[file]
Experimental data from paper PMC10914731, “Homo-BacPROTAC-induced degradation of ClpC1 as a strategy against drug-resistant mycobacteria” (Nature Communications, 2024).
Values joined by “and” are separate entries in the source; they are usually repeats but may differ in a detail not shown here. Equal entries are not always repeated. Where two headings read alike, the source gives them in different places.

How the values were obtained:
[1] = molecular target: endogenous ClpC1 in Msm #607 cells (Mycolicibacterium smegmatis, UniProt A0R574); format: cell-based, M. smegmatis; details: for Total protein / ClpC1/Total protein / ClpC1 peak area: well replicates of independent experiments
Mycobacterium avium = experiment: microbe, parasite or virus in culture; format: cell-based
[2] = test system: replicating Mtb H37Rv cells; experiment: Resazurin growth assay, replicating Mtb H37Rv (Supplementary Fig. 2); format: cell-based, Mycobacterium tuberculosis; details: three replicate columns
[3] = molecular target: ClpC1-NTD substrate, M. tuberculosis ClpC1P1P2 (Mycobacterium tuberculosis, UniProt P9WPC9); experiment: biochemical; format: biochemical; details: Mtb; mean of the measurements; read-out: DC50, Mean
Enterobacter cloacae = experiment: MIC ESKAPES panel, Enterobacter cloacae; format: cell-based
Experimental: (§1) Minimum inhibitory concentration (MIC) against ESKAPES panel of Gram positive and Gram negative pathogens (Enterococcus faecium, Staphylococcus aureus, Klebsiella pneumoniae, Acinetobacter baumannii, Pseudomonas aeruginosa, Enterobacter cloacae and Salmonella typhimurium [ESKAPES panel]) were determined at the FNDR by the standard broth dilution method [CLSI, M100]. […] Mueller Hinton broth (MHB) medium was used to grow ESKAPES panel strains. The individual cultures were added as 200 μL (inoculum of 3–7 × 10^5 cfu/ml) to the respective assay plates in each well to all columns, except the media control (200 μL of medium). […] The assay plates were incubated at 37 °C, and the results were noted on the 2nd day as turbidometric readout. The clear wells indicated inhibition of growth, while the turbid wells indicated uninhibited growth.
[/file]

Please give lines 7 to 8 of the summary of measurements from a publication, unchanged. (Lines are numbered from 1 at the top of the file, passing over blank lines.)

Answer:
[3] = molecular target: ClpC1-NTD substrate, M. tuberculosis ClpC1P1P2 (Mycobacterium tuberculosis, UniProt P9WPC9); experiment: biochemical; format: biochemical; details: Mtb; mean of the measurements; read-out: DC50, Mean
Enterobacter cloacae = experiment: MIC ESKAPES panel, Enterobacter cloacae; format: cell-based